Taiwan’s banking sector can withstand moderate price corrections in real-estate prices given their capital adequacy ratios and conservative mortgage operations, Taiwan Ratings Corp (中華信評), the local arm of Standard & Poor’s, said yesterday.
“We believe the local banking system has enough capitalization to buffer against a moderate stress scenario, or a 200 percent correction in house prices and interest rate hikes of between 100 to 150 basis points,” credit analyst Eunice Fan (范維華) said in a report.
The bad loan ratio among 39 domestic banks dropped to 0.35 percent in late February, while the coverage ratio rose to 352.08 percent, suggesting continued improvement in their asset quality, the Financial Supervisory Commission said on its Web site.
However, smaller banks with weaker capitalization could experience greater pressure once interest rates begin to rebound, Fan said.
A majority of local and foreign analysts expect the central bank to keep interest rates unchanged this year, allowing the nation’s export-oriented economy more time to regain a solid footing.
Taiwan Ratings came to the observation after factoring in Taiwan’s medium-to-high household debt level compared with peers in the Asia-Pacific region and increasing housing unaffordability in recent years.
Home prices are 15 times that of average household incomes in Taipei, making them the highest in the world, according to a survey by the Ministry of the Interior’s Construction and Planning Agency last week.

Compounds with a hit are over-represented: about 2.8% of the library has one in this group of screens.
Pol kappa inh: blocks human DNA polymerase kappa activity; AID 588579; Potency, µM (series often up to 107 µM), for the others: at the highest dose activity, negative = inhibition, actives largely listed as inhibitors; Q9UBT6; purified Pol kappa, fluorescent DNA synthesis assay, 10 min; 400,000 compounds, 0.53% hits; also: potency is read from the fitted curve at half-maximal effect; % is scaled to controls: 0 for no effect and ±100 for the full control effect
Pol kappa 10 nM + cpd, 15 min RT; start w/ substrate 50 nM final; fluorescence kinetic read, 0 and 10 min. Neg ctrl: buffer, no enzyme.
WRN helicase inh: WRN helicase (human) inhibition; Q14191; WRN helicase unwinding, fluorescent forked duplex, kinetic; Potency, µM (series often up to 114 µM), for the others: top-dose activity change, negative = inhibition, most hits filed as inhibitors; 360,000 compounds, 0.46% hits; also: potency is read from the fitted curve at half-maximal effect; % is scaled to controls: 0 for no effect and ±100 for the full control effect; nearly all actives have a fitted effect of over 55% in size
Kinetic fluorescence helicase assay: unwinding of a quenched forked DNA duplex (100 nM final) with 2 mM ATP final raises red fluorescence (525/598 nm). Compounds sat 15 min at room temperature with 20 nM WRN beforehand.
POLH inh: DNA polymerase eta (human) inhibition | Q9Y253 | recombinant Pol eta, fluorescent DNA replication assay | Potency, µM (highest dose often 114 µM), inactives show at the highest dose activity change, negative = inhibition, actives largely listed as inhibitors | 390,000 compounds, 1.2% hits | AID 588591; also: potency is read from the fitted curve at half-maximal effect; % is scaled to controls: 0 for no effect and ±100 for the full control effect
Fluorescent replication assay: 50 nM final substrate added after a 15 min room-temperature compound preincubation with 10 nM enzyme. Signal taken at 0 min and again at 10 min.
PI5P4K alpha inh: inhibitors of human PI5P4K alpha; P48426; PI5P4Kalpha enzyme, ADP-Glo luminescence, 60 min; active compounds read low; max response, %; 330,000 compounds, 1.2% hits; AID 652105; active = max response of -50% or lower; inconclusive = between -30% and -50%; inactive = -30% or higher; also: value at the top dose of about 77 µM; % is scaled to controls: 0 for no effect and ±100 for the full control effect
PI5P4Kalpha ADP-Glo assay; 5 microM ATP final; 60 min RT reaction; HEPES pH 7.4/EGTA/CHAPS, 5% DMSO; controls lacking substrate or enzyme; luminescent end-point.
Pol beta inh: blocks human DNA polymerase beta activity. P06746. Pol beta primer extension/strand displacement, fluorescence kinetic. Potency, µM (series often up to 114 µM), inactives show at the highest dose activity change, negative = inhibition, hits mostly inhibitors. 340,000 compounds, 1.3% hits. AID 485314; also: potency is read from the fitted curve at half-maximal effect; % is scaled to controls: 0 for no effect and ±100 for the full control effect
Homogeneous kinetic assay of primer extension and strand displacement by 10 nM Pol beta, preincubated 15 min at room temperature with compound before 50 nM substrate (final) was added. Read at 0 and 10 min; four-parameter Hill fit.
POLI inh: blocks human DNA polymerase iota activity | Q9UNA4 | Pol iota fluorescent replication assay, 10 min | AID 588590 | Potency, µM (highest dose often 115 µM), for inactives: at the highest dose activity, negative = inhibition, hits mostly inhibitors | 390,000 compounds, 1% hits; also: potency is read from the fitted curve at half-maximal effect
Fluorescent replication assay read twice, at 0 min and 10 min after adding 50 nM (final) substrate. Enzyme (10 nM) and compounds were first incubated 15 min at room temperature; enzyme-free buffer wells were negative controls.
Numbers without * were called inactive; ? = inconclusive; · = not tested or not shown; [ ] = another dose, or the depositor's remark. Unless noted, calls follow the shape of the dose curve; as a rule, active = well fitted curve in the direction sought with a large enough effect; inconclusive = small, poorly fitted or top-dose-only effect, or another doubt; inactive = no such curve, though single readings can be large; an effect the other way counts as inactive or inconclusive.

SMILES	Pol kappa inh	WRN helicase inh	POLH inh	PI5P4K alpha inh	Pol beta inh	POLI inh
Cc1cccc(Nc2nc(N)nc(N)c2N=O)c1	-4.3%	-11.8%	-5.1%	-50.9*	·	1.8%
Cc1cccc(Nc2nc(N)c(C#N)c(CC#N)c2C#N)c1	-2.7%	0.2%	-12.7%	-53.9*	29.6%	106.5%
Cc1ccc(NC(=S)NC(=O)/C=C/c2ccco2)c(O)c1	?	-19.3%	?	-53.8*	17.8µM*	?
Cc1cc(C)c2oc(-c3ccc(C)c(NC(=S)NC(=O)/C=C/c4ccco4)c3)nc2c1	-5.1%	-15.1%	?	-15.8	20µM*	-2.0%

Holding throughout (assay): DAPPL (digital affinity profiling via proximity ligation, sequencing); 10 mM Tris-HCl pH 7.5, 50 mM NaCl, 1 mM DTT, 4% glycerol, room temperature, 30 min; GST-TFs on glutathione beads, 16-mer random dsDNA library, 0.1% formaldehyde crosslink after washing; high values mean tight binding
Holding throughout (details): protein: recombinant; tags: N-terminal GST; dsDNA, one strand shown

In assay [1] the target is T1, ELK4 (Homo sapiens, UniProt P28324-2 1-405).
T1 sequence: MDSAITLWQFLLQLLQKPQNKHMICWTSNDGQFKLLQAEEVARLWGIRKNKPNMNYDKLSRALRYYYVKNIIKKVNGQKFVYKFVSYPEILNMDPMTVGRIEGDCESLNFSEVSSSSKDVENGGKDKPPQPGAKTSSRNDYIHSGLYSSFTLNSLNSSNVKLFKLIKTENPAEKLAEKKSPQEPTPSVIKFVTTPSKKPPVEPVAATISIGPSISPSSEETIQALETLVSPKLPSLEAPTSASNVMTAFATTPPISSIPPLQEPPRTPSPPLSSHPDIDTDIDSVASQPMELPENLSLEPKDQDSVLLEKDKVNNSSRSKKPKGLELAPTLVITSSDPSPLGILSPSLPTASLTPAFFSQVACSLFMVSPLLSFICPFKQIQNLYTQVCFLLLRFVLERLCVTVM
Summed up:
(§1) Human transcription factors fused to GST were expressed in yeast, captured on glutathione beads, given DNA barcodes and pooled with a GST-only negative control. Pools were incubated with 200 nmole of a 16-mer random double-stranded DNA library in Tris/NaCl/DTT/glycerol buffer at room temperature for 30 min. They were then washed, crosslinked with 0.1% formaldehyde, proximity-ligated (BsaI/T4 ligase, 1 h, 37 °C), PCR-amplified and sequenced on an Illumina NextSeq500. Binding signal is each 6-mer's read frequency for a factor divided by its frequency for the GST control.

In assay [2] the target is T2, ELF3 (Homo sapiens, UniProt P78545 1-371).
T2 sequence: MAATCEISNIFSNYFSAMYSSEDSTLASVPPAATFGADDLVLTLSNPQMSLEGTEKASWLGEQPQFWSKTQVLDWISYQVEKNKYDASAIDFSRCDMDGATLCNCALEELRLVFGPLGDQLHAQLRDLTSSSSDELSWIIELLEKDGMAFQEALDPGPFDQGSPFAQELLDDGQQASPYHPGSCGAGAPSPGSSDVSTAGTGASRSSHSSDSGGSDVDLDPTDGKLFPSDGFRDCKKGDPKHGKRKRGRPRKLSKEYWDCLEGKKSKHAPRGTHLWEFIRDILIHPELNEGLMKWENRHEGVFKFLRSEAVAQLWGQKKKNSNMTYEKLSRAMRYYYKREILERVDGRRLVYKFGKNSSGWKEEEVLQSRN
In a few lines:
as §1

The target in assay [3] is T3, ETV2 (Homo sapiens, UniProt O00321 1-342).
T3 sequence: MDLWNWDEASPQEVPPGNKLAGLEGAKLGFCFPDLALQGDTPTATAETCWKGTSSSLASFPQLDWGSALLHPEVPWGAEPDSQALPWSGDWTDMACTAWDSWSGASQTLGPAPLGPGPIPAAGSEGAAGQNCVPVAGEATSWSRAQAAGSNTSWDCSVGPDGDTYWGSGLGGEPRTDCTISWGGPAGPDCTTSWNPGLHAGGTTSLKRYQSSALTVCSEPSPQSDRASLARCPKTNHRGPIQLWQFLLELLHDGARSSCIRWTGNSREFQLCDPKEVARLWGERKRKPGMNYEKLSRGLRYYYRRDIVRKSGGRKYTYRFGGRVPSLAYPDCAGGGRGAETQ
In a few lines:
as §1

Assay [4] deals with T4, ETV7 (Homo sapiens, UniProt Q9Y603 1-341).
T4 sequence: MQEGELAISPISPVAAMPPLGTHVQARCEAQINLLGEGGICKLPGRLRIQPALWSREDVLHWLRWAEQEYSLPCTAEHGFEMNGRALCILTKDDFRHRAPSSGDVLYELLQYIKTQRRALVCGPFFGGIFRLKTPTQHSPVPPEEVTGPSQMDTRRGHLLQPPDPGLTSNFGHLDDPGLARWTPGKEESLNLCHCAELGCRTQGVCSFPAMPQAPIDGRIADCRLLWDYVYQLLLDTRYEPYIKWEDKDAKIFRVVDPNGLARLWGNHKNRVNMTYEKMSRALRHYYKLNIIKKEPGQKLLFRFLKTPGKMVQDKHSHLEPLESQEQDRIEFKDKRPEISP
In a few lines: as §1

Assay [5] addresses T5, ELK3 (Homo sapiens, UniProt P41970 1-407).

Soaring home prices drove Premier Jiang Yi-huah (江宜樺) to comment on Sunday that even his two sons could not afford to buy a house in Taipei and the home price-to-income ratio should drop to 10 to be reasonable.
Taipei Deputy Mayor Chang Chin-oh (張金鶚) and Minister of Finance Chang Sheng-ford (張盛和) are scheduled to meet this week to discuss raising the housing tax on residential properties not lived in by their owners in a bid to dampen speculation and investors’ appetite for hoarding homes, local media reported last week.
Fan said Taiwan’s strong net household financial position could provide a buffer against adverse credit or economic conditions.
Externally, the US’ gradual tapering of its quantitative-easing program is fostering a gradual rebound in global interest rates, which could soften property demand and put pressure on house prices in Taiwan, Fan said.
This could weaken the debt-payment ability of mortgage owners and increase stress on banks with lackluster earnings ability and inadequate capitalization, she said.
However, cautious lending and tightened regulations in recent years should help most banks manage the risks related to potential property price corrections, she added.
State-run lenders have maintained home loans at 55 percent to 60 percent of property values and refrained from expanding mortgage operations to support the government’s effort to cool the property market, she said.